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Friday, September 10, 2010

VEGETABLE SIGN POSTED ON OLD FARM


Don't know what the paper with duct tape is for? Even though this sign just says tomatoes, cucumbers everyone knows it means --  that they are for sale at this farm. It is a sign that has a dual meaning; one is that farm produce is for sale and two, it is an example of local economies. And perhaps it can also mean that one can get some wonderful fresh stuff at this farm! Stop and support your local farmers and gardeners.

15 comments:

  1. That's us! Or at least LIKE us! The duct tape probably was advertising some produce that was no longer available...you think? Or maybe an addition to the sign they later thought better of! and decided to remove it...or..put it back again...or remove...nevermind! Great sign, Barbara! Have a wonderful weekend!

    Elora

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  2. We need one of those signs re tomatoes. ;-)

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  3. I love hand made signs. Do you have honesty boxes around the country roads too, where you pay and remove the produce yourself? We picked up some chestnuts like that over winter. Such a lovely way to be in trust with the community.

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  4. Barbara, I really enjoy your blog. Will check in and read what you're up to more often. Great photos and stories. Thanks for your comments on my Sage's Play blog, too and for including my blog in your list here. I am glad you had 17 gypsy years. And that you are living in beautiful nature. I am restless for both wandering and nature these days. Probably we will talk more about this and other matters.

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  5. LOL
    We see similar signs here - I bet they covered up an old, cheaper price that was advertised several seasons earlier lol.
    And, yes! Get the local produce when you can, beautifully sun-warmed and bursting with flavour :)

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  6. Jayne -- I think you are right. I take it from your comment that you do indeed support your local economies when it comes to fresh produce. Thanks for the comment Jayne. -- barbara

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  7. Gaea -- So glad you stopped by. Your blog SAGE'S PLAY is a good read. So many talented women bloggers online. Men too! This has been expressed by others online but I will repeat it -- bloggers are a creative and active group that connect as a community. Nice that you and the many blogs on my sidebar are part of it. -- barbara

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  8. Elora -- do you have a sign selling some of your produce? When I was a young mother I lived a few years on a farm. I had a large garden and had my children sell our extra produce out by the road in front of our farm house. They got to keep the money -- it was, you might say, their first job. They loved doing it. But we didn't have a sign -- just a little stand as we didn't have that much to sell.
    I liked your post when the whole family came to glean vegetables from your garden. What a neat idea that was. Thanks for the comment and have a good weekend too. -- barbara

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  9. Vicki -- Yes, you made me laugh with your comment. You do need a sign to sell all those extra hundreds of tomatoes that you have in your garden. -- barbara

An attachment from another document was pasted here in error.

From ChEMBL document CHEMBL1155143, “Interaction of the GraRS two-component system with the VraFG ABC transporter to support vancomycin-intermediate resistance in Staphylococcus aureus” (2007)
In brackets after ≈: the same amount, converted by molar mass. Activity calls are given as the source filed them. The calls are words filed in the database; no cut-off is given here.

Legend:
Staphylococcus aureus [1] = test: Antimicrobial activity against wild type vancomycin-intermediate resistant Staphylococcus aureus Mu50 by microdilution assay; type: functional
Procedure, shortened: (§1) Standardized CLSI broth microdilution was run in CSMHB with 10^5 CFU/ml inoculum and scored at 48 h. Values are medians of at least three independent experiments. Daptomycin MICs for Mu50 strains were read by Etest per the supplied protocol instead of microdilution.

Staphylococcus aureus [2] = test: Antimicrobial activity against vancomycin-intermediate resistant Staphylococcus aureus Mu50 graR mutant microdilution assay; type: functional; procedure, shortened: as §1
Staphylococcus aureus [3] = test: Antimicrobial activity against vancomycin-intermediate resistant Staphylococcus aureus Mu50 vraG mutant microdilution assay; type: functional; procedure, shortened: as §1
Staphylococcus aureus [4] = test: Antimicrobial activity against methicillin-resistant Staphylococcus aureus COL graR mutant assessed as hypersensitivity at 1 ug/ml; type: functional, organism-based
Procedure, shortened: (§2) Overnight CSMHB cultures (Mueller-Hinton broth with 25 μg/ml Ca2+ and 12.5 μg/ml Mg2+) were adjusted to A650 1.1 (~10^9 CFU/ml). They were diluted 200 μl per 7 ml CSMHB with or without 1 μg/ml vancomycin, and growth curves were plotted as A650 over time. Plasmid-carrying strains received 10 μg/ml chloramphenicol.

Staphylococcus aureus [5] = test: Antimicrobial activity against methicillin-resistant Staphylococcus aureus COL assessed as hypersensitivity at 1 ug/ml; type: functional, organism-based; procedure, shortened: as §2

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  10. LiD -- In the three years that I have lived in Kentucky, I have not come across any honesty boxes. When I lived in Oregon I came across them frequently. They are a terrific idea. Wonderful that you have them in your country! Chestnuts -- makes me wonder if you have native Chestnut trees. -- barbara

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  11. Thanks for dropping into my site, tailsofbirding.blogspot.com. I find the folk lore related to birds, and their history and human interaction, as interesting as the biology, and the birdwatching - such stories to be told.

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  12. Chris -- Your blog tails of birding is full of interesting tails of birds and also your blog has great presentation. Thanks for stopping by.-- barbara

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  13. I think we mainly have European chestnuts growing here in Victoria. I have heard of a native plant called a Moreton Bay chestnut, but I don't think they are a true chestnut. They have fruit that taste like chestnut apparently, but you have to prepare them in a special way due to toxicity.

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  14. LiD -- Thanks for answering my inquiry about your chestnut trees. Our chestnut, the native American Chestnut, was a beautiful, abundant tree at one time here in the U.S. Unfortunately we lost it due to a fungus disease that wiped them out. We also have lost another valuable native, our elm trees due to the Dutch Elm disease. Now we have another killer on the loose, caused by an insect, the Emerald Ash Borer. Predictions are that is will kill all the ash trees eventually in the U.S. All three of the above native trees were (and still are in the case of the ash) an abundant and valuable asset both economically and culturally.

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  15. Oh, Barbara, I feel very sad about that. Dutch Elm disease hasn't made it here (hoping it never does) , and we still have some very precious mature elms that were planted in the 19th and early 20th century. They are not native to Australia. I have to hope that a solution for the Emerald Ash Borer will be found.

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